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How will the future of cancer care change?

What can be done to improve cancer outcomes for all? This was the focus of our recent discussion on the future of healthcare, held at a time when the UK’s performance in cancer outcomes is lagging behind the rest of Western Europe, and two years into a five-year strategy to improve cancer outcomes. 

For the discussion we, together with Lord Chadlington, brought a diverse group of innovators and health and pharma leaders together. And we welcomed Nick Robinson, BBC journalist and commentator, who shared his story of cancer. Nick was diagnosed with a rare lung cancer in 2015, when his doctor picked up his diagnosis by chance due to Nick’s more frequent visits. Nick talked about his surgery which, though successful, left him with damaged vocal cords and discussed how his post-operative care helped restore his voice and return to work. The discussion that followed reflected on how we can limit the reliance on luck in many cancer journeys by embracing technological advances in healthcare without losing the human touch. We explore this further below.

Make the best use of data, technology and innovation

Screening and diagnosis are two areas identified in the cancer strategy and implementation plan. The group discussed the opportunity of using new technologies and ways of processing data to make improvements, eg to automatically assess diagnostic imaging. 

Better access to data and more transparency will also go a long way towards helping GPs and clinicians identify patterns and ensure speedier diagnoses.

Using data to compare performance with other providers would also help NHS organisations to benchmark and understand what success looks like. This approach would help to even out the levels of variation seen across the country – improving patient access, diagnosis and, ultimately, outcomes.

Discussion then evolved to cover the vital role of R&D, with the UK being a world leader in this area. To maintain this standing, the group agreed patients and clinicians should be empowered to participate in trials. And support should be offered to industry stakeholders – particularly pharma, biotech and academia – to incentivise the development of breakthrough diagnostics and treatments.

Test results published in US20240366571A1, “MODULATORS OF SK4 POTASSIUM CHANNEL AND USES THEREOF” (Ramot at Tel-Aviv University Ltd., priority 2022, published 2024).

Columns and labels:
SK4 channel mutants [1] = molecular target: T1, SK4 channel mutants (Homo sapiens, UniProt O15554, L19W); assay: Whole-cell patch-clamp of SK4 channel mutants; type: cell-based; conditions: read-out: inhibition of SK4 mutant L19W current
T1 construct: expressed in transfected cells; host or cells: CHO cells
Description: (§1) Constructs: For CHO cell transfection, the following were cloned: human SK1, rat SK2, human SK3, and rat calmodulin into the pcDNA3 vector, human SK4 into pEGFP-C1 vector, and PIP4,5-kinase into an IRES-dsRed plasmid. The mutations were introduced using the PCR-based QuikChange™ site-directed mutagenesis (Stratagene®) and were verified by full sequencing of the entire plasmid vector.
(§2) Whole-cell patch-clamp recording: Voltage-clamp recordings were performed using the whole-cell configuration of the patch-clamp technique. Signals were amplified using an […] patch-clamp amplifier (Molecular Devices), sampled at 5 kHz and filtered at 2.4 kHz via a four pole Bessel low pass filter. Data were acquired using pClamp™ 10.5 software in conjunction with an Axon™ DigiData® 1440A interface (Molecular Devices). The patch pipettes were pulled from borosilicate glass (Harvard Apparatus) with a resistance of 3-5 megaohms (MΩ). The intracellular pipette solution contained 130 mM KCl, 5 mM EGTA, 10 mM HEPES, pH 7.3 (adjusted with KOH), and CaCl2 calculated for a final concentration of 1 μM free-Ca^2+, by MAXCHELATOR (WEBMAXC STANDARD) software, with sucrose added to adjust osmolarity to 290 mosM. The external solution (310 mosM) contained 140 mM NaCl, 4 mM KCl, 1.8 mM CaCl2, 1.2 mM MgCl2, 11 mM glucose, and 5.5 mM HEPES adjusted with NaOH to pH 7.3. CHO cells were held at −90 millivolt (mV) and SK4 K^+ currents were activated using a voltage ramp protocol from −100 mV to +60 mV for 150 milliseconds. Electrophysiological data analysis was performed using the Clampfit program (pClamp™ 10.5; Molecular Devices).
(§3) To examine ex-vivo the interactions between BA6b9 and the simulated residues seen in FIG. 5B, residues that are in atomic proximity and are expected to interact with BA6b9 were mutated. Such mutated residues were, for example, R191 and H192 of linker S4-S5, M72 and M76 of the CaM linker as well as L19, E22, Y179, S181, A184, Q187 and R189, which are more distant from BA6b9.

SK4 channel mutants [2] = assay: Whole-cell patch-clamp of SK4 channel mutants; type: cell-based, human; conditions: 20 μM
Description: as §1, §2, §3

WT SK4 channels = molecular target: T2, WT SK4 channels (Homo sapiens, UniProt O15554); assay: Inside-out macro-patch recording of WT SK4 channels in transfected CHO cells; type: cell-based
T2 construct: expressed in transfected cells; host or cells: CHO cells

Focus on the human factors 

Late diagnosis and uncertainty around treatment options reduce the quality of care the NHS can offer. The group agreed the most valuable way patients can receive the care they need is the human aspect – supporting people when they’re at their most vulnerable.

We defined some simple steps that can help. For example, engaging family members as partners in diagnosis and treatment, access to nursing support around the clock, introducing ‘cancer buddies’ to help manage anxiety and providing care at home wherever feasible. 

Improving patient outcomes means life after cancer should be more closely considered. Those who survive cancer are living longer – 50 per cent are living over 10 years, but with varying quality of life. Emphasis needs to be on how to support patients after cancer and providing more comprehensive recovery packages to help maximise quality of life.

This was a great event that showcased the power of bringing together a diverse group of people motivated by a common interest and a desire to make a difference. And it was our second in a series of events we’re holding on the future of healthcare. You can read more about our first event on stroke. If you’d like to get involved and contribute to our developing conversations about ‘reinventing healthcare’, please get in touch.

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